While John Cornyn’s home state is on the brink of enacting constitutional carry and doing away with government hurdles to keeping and bearing arms in Texas, the Senator is hard at work in Washington, meeting with members of the Senate’s gun control caucus, trying to reach an agreement on outlawing private gun sales.
What else is on the table in those discussions? What other rights is Senator Cornyn willing to negotiate away with longtime anti-gunners? How many more infringements is he willing to tolerate in order to get a little fleeting positive press for himself from the Washington Post and the New York Times?
Because if he thinks that cooperating with the likes of Connecticut’s Chris Murphy will result in a better deal for America’s gun owners, we have some lovely beachfront property in Amarillo we’d like to talk to him about.
On guns, Murphy and Cornyn have met in person a handful of times, and their aides are exchanging various legislative proposals. Murphy says the talks center on expanding the number of background checks that are conducted and ensuring checks mandated by law actually occur. Cornyn has discussed reining in unlicensed firearms dealers, such as the seller who allowed a mentally ill man in Texas to purchase a gun that was later used to in a 2019 mass shooting, and ensuring enforcement of current laws.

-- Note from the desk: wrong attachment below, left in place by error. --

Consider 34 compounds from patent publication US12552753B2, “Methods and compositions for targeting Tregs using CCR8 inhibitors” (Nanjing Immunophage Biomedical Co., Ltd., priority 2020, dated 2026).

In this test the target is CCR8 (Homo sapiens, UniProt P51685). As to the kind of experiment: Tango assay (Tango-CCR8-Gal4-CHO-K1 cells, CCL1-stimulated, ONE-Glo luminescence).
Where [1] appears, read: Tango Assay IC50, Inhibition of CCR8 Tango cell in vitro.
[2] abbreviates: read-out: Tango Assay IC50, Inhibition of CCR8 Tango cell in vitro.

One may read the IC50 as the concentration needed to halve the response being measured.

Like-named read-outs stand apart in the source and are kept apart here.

Murphy said that although the negotiations have been the most substantive ones he’s had on the issue since he came to the Senate, the fact that his group has been talking for six weeks without a conclusion has been “frustrating, but maybe not unexpected.”
At some point, he added, “there’s got to be an end to the road.”
“There’s a lot of things being talked about in the background” while other topics grab headlines, Cornyn said. “There’s . . . actually some encouraging conversations going.”
— Seung Min Kim and Mike DeBonis in Biden’s big agenda is imperiled as his priorities stall in Congress and a debt fight looms